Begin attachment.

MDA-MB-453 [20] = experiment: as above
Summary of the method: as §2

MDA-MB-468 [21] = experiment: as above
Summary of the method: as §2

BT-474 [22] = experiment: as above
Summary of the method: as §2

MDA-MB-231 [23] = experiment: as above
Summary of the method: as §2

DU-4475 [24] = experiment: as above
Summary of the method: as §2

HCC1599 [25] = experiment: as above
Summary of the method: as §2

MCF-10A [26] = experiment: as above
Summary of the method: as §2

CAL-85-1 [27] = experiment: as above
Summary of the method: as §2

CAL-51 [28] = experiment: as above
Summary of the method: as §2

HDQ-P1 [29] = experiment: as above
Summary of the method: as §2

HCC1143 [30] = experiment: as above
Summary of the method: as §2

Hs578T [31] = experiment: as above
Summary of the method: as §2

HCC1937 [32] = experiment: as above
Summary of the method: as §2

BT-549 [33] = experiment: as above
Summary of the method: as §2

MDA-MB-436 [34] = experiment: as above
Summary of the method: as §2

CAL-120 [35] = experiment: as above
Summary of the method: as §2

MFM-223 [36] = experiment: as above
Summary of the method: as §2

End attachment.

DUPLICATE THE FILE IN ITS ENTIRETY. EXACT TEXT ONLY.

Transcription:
MDA-MB-453 [20] = experiment: as above
Summary of the method: as §2

MDA-MB-468 [21] = experiment: as above
Summary of the method: as §2

BT-474 [22] = experiment: as above
Summary of the method: as §2

MDA-MB-231 [23] = experiment: as above
Summary of the method: as §2

DU-4475 [24] = experiment: as above
Summary of the method: as §2

HCC1599 [25] = experiment: as above
Summary of the method: as §2

MCF-10A [26] = experiment: as above
Summary of the method: as §2

CAL-85-1 [27] = experiment: as above
Summary of the method: as §2

CAL-51 [28] = experiment: as above
Summary of the method: as §2

HDQ-P1 [29] = experiment: as above
Summary of the method: as §2

HCC1143 [30] = experiment: as above
Summary of the method: as §2

Hs578T [31] = experiment: as above
Summary of the method: as §2

HCC1937 [32] = experiment: as above
Summary of the method: as §2

BT-549 [33] = experiment: as above
Summary of the method: as §2

MDA-MB-436 [34] = experiment: as above
Summary of the method: as §2

CAL-120 [35] = experiment: as above
Summary of the method: as §2

MFM-223 [36] = experiment: as above
Summary of the method: as §2